David Cloud listed the KJV as number 9 on his list of the “unmatched heritage” of the KJV (Faith, p. 433). KJV defender David Norris asserted that “between 1526 and 1611, nine English translations of Scripture of significance were made” (Big Picture, p. 333). David Daniell observed: “There were ten new English versions of the Bible or New Testament between Tyndale’s first New Testament in 1526 and the famous King James or Authorised Version of 1611, and all were influential” (Bible in English, p. 126). KJV-only author D. A. Waite listed the KJV as being number 17 on his chronological list of complete English Bibles (Defending the KJB, p. 203).

    Pre-1611 English Bibles would include the following: Wycliffe’s Bible (1388), Tyndale's New Testament (1526, 1534), Joyce's New Testament, Coverdale's Bible (1535), Matthew's Bible (1537), Coverdale's Latin-English New Testament (1538), Taverner's Bible (1539), the Great Bible (1539), Coverdale’s revision of Tyndale’s (1549), Bishop Becke's Bible (1551), Richard Jugge's New Testament (1552), Whittingham's New Testament (1557), Geneva Bible (1560), Bishops' Bible (1568), Lawrence Tomson's New Testament (1576), and Rheims New Testament (1582). In addition, there was more than one edition of many of these Bibles with some changes and revisions in them. The 1526 edition of Tyndale’s New Testament differs from his 1534 edition. The 1539 edition of the Great Bible has several differences with the 1540 edition of the Great Bible or with its 1541 edition. The Geneva Bible editions with the 1560 edition’s New Testament have a good number of differences when compared to the Geneva Bible editions with the 1576 Tomson’s New Testament. The 1568 edition of the Bishops' Bible has some differences when compared to the 1569 edition or to the 1572 edition. Each new English Bible was not always an improvement at every verse over the one before it so each was not always more purified than the prior one. Even those translations that may have been overall better than the previous one usually had a few renderings that were poorer or less accurate than those in the earlier Bible. Sometimes the next Bible in the line made some changes for the worse by adding words from the Latin Vulgate as in the case of the Great Bible. The 1568 Bishops' Bible was considered by many to be overall a poorer translation than the 1560 Geneva Bible, which also demonstrate that each later Bible was not more purified than the prior one.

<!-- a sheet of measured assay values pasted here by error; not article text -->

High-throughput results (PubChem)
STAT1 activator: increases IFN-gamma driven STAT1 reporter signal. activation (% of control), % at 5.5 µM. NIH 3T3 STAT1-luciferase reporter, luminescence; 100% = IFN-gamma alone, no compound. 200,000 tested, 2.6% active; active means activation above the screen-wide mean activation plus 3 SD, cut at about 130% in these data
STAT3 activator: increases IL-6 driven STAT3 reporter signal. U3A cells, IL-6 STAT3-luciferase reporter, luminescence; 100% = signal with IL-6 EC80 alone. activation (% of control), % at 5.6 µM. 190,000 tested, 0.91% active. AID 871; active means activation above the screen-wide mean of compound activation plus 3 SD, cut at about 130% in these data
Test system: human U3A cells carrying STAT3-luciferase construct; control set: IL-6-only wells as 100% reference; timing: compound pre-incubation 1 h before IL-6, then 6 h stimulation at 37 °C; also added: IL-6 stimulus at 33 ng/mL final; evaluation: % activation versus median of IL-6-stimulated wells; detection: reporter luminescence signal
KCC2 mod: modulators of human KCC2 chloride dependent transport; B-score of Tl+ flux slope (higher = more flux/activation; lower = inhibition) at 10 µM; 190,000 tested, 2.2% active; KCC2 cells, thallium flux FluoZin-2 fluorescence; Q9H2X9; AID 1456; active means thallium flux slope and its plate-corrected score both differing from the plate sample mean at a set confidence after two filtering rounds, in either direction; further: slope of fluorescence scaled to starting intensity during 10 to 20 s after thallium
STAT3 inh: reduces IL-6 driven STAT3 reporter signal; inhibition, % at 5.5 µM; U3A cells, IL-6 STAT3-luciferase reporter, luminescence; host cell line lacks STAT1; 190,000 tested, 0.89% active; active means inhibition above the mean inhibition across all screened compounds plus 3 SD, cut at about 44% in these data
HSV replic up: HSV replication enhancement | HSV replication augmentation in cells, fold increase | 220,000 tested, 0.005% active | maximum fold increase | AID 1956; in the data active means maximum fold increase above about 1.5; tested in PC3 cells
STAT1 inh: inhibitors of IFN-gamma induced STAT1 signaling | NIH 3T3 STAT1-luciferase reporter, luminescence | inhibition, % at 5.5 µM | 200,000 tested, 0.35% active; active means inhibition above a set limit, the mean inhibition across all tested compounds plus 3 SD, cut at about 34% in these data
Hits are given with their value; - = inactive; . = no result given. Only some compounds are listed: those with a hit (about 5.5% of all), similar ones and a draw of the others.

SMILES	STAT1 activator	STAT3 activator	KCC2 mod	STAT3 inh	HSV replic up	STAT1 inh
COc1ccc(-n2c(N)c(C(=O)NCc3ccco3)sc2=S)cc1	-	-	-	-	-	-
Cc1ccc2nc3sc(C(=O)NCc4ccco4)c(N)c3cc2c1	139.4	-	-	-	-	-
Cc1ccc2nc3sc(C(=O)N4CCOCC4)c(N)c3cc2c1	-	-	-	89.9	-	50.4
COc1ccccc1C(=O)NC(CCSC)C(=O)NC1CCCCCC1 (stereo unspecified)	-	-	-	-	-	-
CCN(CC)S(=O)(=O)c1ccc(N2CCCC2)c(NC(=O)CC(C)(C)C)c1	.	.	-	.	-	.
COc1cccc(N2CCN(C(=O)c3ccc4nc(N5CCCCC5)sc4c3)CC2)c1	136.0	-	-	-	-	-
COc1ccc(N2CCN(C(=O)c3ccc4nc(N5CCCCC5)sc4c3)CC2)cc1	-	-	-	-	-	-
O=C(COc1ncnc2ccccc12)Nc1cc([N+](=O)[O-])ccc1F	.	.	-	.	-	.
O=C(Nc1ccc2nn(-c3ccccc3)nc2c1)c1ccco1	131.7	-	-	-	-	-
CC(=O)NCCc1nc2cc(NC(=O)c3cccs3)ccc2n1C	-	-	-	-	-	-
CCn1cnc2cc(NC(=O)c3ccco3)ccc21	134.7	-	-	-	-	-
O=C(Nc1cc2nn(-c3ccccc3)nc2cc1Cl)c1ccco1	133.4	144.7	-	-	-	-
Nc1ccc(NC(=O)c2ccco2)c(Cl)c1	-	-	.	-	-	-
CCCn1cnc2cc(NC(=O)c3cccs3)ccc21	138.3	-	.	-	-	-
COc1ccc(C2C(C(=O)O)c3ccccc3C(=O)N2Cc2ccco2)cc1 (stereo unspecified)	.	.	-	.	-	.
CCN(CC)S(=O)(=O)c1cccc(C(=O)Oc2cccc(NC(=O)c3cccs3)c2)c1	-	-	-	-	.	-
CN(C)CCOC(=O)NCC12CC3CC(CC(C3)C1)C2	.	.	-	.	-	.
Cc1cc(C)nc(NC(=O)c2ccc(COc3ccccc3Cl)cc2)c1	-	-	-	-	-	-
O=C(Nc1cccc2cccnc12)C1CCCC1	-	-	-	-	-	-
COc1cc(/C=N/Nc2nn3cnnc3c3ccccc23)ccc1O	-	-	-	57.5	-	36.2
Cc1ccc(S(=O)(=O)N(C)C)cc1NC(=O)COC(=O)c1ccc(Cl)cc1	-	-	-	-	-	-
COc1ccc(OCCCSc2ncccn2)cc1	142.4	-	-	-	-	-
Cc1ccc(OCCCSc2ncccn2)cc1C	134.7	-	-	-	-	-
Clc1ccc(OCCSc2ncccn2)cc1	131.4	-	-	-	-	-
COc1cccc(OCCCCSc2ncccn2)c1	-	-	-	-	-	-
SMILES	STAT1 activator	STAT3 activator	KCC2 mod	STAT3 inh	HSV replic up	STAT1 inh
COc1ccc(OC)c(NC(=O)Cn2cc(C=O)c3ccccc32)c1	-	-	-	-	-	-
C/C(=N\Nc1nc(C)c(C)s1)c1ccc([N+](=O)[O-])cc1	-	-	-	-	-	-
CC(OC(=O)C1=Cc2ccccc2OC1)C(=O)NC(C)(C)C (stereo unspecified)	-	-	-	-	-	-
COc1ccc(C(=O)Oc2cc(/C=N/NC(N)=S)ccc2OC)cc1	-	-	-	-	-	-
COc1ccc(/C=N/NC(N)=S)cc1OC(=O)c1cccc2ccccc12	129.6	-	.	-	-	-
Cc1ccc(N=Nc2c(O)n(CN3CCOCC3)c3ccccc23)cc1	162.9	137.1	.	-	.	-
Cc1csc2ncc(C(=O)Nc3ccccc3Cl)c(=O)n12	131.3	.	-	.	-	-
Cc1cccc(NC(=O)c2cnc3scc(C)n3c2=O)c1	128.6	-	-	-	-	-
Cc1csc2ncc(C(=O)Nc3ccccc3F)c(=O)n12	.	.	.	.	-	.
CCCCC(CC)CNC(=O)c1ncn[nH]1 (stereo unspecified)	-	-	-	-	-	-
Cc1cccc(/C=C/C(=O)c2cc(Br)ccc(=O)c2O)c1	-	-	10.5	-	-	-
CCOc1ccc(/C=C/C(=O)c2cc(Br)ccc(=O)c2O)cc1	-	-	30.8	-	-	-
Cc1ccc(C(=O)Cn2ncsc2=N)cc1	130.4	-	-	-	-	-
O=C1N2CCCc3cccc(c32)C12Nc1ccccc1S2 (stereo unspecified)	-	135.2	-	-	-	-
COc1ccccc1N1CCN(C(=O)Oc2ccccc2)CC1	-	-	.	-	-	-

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  8. Tim71

    Tim71 Member
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    Is this statement being neutral on the interpretation of of the note at verse 7 in the KJV 1611?


    I came across some articles that say the note at verse 7 in the 1611 supports their point (the "word" is being preserved NOT the needy)

    Would it be grammatically impossible for (without a doubt) for them to say this? Are they being deceitful?

    Here is what they say:

    In verse 7. The margin note reads:

    Heb. him, i.e. euery one of them.


    So, it appears that even the KJV translators saw that the Hebrew word that they translated "preserve them" refers to the "him" - the "poor" and the "needy" in verse 5, instead of the "words" in verse 6. It seems they saw the misleading way a word-for-word English translation would sound, and thus wanted to clarify the actual meaning. Otherwise, why would they include the footnote? " (end of comments)


    What should be pointed out is the fact that "the poor and needy" would then be PLURAL as well and not the singular "him", and the marginal note does NOT say "that is, the poor and the needy" but rather "that is, every one of them", thus referring back to the immediate context of "the words of the LORD".
     
  9. TCassidy

    TCassidy Late-Administator Emeritus
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    I am not sure what you mean by "neutral." It is understanding the verse using the historical grammatical hermeneutic, which most bible believers use.

    Those articles were written by someone who either does not understand Hebrew grammar and syntax, or they are being deceitful.

    Yes. It is impossible for the "them" to refer to the "words." Doing so would cause a gender discordance indicating God is too stupid to understand Hebrew grammar.

    Possibly. Either that or ignorant.

    I dealt with that. Hebrew poetry, instead of using words that rhyme, as English poetry does, often uses number to produce a rhythm or cadence in the poem.

    Verse 3 - Part A: all flattering lips (plural)
    Part B: the tongue (singular)
    Verse 5 - Part A: afflicted, needy (plural)
    Part B: him (singular)
    Verse 6 - Part A: words (plural)
    Part B: silver (singular)
    Verse 7 - Part A: them (plural)
    Part B: him (singular)
     
  10. rsr